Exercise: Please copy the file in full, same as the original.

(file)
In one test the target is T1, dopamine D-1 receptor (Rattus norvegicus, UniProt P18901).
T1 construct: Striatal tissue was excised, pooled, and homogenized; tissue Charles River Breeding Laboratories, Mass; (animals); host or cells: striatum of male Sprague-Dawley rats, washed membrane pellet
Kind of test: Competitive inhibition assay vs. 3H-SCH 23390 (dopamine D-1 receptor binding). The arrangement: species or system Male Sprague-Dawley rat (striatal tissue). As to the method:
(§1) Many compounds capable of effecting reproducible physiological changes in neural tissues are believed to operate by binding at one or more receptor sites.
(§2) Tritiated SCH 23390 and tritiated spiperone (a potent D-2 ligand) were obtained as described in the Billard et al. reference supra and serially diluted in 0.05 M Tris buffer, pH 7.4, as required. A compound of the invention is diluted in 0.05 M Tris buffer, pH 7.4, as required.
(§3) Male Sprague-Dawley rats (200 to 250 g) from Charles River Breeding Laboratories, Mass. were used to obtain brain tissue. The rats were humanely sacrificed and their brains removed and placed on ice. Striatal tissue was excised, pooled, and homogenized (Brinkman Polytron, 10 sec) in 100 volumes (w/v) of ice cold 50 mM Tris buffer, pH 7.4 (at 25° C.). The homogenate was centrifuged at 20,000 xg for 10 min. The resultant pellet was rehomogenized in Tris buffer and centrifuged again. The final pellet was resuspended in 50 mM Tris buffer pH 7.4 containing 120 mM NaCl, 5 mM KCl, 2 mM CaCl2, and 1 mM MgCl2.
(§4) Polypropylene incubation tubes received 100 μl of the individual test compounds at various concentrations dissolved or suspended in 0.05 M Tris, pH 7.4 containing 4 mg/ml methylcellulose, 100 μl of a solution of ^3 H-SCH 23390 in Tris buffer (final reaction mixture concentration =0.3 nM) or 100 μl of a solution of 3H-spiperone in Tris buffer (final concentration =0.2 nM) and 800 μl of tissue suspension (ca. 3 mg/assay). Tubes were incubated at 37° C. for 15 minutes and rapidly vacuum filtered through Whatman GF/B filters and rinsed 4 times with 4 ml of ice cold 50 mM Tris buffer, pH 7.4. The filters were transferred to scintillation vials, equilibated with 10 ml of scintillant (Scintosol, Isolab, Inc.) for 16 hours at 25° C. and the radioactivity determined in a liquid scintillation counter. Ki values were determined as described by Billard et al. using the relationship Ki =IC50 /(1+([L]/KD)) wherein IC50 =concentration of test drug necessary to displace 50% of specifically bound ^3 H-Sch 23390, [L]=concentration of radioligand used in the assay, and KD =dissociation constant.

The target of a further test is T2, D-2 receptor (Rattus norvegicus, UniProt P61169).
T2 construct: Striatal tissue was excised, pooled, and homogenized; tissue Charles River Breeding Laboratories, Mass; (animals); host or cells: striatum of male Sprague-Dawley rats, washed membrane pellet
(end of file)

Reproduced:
In one test the target is T1, dopamine D-1 receptor (Rattus norvegicus, UniProt P18901).
T1 construct: Striatal tissue was excised, pooled, and homogenized; tissue Charles River Breeding Laboratories, Mass; (animals); host or cells: striatum of male Sprague-Dawley rats, washed membrane pellet
Kind of test: Competitive inhibition assay vs. 3H-SCH 23390 (dopamine D-1 receptor binding). The arrangement: species or system Male Sprague-Dawley rat (striatal tissue). As to the method:
(§1) Many compounds capable of effecting reproducible physiological changes in neural tissues are believed to operate by binding at one or more receptor sites.
(§2) Tritiated SCH 23390 and tritiated spiperone (a potent D-2 ligand) were obtained as described in the Billard et al. reference supra and serially diluted in 0.05 M Tris buffer, pH 7.4, as required. A compound of the invention is diluted in 0.05 M Tris buffer, pH 7.4, as required.
(§3) Male Sprague-Dawley rats (200 to 250 g) from Charles River Breeding Laboratories, Mass. were used to obtain brain tissue. The rats were humanely sacrificed and their brains removed and placed on ice. Striatal tissue was excised, pooled, and homogenized (Brinkman Polytron, 10 sec) in 100 volumes (w/v) of ice cold 50 mM Tris buffer, pH 7.4 (at 25° C.). The homogenate was centrifuged at 20,000 xg for 10 min. The resultant pellet was rehomogenized in Tris buffer and centrifuged again. The final pellet was resuspended in 50 mM Tris buffer pH 7.4 containing 120 mM NaCl, 5 mM KCl, 2 mM CaCl2, and 1 mM MgCl2.
(§4) Polypropylene incubation tubes received 100 μl of the individual test compounds at various concentrations dissolved or suspended in 0.05 M Tris, pH 7.4 containing 4 mg/ml methylcellulose, 100 μl of a solution of ^3 H-SCH 23390 in Tris buffer (final reaction mixture concentration =0.3 nM) or 100 μl of a solution of 3H-spiperone in Tris buffer (final concentration =0.2 nM) and 800 μl of tissue suspension (ca. 3 mg/assay). Tubes were incubated at 37° C. for 15 minutes and rapidly vacuum filtered through Whatman GF/B filters and rinsed 4 times with 4 ml of ice cold 50 mM Tris buffer, pH 7.4. The filters were transferred to scintillation vials, equilibated with 10 ml of scintillant (Scintosol, Isolab, Inc.) for 16 hours at 25° C. and the radioactivity determined in a liquid scintillation counter. Ki values were determined as described by Billard et al. using the relationship Ki =IC50 /(1+([L]/KD)) wherein IC50 =concentration of test drug necessary to displace 50% of specifically bound ^3 H-Sch 23390, [L]=concentration of radioligand used in the assay, and KD =dissociation constant.

The target of a further test is T2, D-2 receptor (Rattus norvegicus, UniProt P61169).
T2 construct: Striatal tissue was excised, pooled, and homogenized; tissue Charles River Breeding Laboratories, Mass; (animals); host or cells: striatum of male Sprague-Dawley rats, washed membrane pellet